Photo Essay: Seattle’s Movement for Black Lives

by Tiametta Zoe (words and photos)

I won’t say too much about this photo essay because the photos speak for themselves. I will say that it came from the lens and eyes of a Black woman.

I have always dealt with debilitatingly low self-esteem and a deteriorating self-concept. This has often left me vulnerable to abuse, manipulation, and near-death experiences. Understanding the concept of my beauty and my essence has always been a struggle for me, mainly due to the way society has viewed and treated Black people in general and the traumatic history both my people and I have inherited. This is all being brought to the surface now like never before. I consider myself to be in recovery — learning the concepts of truth, self-love, assertiveness, courage, intuition, and progress.

Most importantly this is not about me but the story of Black people in general. Though this is just a snippet view of a massive story, I welcome you to the journey.

As an activist for the movement of Black Lives, I have gone through several stages of realization along with many breakdowns — all of which have led me to some breakthroughs. Especially, the traumatic impact of coming face-to-face with reality and accepting the fact that this society was never, ever built for me. And me having to forgive myself for the decades I spent torturing myself for not being enough. Another realization was noticing that my general suspicions of white people were partly allayed by seeing the many who have fought alongside me, offering their resources and support to this movement, with some losing their lives, and others even standing in front of me as a shield in order for me to get some of the photos you see in this essay.

But I am not promoting white saviorism nor does this dilute the reality that there are many white people — and even a few black folks — that are severely against this movement. Patriarchy, racism, and hate still have a stronghold on their hearts, and the grip of this evil governs their moral compass.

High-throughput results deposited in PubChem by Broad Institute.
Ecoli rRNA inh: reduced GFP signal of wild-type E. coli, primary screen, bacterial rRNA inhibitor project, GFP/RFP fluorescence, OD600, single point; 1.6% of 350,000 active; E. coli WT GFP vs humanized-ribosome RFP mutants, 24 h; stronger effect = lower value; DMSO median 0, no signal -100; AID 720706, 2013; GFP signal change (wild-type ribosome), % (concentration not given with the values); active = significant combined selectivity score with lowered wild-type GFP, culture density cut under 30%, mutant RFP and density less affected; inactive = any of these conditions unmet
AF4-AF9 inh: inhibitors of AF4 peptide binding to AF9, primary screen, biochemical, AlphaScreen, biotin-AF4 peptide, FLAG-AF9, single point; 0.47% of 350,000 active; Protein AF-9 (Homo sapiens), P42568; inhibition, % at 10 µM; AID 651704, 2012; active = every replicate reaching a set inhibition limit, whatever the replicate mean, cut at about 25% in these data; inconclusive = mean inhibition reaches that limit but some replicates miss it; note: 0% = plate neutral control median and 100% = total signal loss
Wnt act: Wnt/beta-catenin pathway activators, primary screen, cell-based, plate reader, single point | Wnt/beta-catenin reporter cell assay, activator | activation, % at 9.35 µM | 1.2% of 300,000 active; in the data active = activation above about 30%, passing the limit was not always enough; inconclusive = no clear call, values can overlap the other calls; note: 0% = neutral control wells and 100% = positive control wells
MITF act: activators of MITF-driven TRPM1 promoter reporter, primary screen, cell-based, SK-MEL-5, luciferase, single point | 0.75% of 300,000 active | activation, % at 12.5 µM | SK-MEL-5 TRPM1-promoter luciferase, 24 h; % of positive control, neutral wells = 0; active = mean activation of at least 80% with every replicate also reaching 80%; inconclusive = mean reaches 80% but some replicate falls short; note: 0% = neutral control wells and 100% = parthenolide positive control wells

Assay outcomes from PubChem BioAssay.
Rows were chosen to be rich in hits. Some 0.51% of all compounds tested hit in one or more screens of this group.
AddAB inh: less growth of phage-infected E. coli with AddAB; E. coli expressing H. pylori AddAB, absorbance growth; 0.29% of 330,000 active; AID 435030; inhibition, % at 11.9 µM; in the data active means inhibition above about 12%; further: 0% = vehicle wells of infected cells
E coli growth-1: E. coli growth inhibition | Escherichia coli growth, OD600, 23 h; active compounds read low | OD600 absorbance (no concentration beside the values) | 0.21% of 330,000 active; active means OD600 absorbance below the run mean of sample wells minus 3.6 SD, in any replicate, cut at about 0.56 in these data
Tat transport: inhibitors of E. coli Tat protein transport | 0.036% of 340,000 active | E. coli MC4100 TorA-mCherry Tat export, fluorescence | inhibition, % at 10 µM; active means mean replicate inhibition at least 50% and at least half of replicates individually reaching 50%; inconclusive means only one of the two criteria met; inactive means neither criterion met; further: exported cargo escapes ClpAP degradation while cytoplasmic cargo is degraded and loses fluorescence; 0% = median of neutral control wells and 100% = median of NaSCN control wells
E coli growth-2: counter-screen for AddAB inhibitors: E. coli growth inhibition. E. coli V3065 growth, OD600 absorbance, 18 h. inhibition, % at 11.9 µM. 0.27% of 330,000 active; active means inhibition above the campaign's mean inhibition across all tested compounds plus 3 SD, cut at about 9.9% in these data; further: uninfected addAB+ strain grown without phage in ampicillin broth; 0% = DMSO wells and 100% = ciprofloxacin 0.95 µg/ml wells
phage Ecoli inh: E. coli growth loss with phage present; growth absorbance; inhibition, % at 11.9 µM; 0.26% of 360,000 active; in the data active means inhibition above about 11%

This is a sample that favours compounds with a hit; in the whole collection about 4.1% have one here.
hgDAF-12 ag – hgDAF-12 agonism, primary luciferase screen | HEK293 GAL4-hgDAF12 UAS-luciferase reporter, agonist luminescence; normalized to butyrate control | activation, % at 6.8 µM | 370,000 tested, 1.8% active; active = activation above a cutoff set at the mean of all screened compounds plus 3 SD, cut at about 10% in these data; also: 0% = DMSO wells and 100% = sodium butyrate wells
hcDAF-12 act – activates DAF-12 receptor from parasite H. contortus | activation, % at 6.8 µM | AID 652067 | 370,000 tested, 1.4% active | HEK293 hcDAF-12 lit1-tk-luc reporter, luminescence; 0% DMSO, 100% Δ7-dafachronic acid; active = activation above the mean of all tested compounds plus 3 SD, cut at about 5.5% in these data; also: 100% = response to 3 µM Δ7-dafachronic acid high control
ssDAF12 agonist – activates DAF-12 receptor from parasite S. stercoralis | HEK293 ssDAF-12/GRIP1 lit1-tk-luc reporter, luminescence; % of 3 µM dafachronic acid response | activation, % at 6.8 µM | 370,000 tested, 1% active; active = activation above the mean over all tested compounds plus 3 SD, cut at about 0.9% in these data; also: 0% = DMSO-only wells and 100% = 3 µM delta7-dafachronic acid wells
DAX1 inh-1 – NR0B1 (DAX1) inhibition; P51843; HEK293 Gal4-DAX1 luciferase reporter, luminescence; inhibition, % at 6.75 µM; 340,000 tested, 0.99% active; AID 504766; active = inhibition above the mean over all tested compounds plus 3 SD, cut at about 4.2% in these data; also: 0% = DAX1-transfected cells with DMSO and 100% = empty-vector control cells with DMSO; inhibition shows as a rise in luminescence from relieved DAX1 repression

I offer my greatest respects and gratitude to my ancestors:  Black women, the ones alive and the ones who have been killed at the hands of law enforcement — and society in general. And to the relentless organizers and protestors that deliver day in and day out to ensure the change that is needed. I recommend that if you haven’t already, make your way out to a march, an event where you can meet people, follow organizations in your area so that you stay in tuned and updated. Black Collective Voice, King County Equity Now, Decriminalize Seattle, AfricaTown, Seattle Evening March, Seattle Morning March, are some to name a few in the Seattle area, there are many more as well.

If you’re overwhelmed — especially if you are Black, self-care at this time is imperative. It is understandable if you need to take time to care for yourself, especially since you have lived through injustice your whole life. But do what you can — if you can’t attend a march, then at least vote or make a call, or learn to love yourself in your natural state  — that is revolutionary in itself. If you decide to join a group or organization, do some research and find a group that resonates with you. Build your community through that, you both need the support. Or you can start your own intentional group for the cause, there are many ways to build community.

Lastly, remember that the killers of Seattle’s very own Charleena Lyles still have not been charged. She was pregnant and killed at her home in front of her three children at the hands of the Seattle Police Department. Remember that Shaun Fuhr was carrying his one-year-old daughter when SPD shot him in the head. Remember the many others where no charges have been filed to date in their cases. Remember that Breonna Taylor’s killers still have not been charged — cops killed her and called it a case of “mistaken identity.” Remember that Sandra Bland was killed and they called it a suicide. And remember the many Black children, Black women, and Black men who we have lost physically and spiritually at the hands of the system both here in the U.S. and globally.  There are too many to name in this essay alone.

I love you and we got you. Let’s remember to never forget their names. To our future generations — we will work hard to ensure that you live in a world of peace, justice, equality, and love.






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Tiametta Zoe is a local photographer, videographer, artist and writer. She considers herself a Love Warrior and enjoys playing the guitar very much. Find Tia on Instagram at tiametta_zoe.

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